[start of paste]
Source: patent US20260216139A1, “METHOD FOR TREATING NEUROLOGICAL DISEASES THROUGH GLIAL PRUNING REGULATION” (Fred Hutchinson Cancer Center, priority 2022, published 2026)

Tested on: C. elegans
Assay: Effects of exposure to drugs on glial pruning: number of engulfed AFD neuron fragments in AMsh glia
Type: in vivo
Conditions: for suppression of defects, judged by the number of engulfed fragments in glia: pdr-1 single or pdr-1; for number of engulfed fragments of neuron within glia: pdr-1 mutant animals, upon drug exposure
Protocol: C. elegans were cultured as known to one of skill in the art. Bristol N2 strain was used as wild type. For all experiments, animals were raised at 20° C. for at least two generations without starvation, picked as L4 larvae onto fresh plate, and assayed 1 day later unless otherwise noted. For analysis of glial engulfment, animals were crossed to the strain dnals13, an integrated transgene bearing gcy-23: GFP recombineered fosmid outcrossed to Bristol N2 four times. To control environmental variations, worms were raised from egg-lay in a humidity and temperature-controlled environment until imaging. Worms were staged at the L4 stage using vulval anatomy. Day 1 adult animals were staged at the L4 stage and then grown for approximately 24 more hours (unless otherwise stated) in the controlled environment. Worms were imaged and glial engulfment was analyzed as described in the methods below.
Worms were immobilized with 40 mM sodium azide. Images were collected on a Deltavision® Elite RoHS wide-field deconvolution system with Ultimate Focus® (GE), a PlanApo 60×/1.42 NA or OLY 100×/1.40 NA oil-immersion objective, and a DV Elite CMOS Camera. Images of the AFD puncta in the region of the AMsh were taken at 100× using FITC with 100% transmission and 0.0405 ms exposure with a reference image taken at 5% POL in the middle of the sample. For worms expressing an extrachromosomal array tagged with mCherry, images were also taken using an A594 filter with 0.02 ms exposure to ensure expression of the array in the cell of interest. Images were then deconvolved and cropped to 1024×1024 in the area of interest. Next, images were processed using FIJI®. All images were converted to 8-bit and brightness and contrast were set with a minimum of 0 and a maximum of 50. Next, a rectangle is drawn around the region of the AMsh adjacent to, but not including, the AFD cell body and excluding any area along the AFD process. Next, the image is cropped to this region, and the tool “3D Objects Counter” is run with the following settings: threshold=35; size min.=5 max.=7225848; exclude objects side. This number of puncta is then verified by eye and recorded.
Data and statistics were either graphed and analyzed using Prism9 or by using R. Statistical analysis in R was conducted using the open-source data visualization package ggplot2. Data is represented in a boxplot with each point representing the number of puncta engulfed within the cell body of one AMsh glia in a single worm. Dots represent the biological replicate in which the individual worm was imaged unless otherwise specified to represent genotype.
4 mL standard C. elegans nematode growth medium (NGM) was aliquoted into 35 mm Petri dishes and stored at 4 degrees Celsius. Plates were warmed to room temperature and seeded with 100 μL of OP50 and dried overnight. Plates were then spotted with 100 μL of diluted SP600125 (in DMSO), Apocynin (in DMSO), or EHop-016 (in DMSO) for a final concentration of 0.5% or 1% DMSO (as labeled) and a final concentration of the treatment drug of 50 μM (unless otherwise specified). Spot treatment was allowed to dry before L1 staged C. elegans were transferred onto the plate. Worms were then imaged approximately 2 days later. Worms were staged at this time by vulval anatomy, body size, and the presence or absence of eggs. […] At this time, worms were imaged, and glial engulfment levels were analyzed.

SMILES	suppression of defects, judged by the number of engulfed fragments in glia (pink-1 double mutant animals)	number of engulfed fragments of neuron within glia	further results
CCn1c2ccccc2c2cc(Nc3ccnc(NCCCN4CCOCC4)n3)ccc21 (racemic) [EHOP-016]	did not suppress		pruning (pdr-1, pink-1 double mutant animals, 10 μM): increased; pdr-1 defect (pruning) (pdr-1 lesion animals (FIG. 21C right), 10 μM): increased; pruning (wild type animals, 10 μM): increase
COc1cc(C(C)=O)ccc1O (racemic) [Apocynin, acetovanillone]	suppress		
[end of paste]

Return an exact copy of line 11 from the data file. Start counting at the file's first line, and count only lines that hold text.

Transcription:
CCn1c2ccccc2c2cc(Nc3ccnc(NCCCN4CCOCC4)n3)ccc21 (racemic) [EHOP-016]	did not suppress		pruning (pdr-1, pink-1 double mutant animals, 10 μM): increased; pdr-1 defect (pruning) (pdr-1 lesion animals (FIG. 21C right), 10 μM): increased; pruning (wild type animals, 10 μM): increase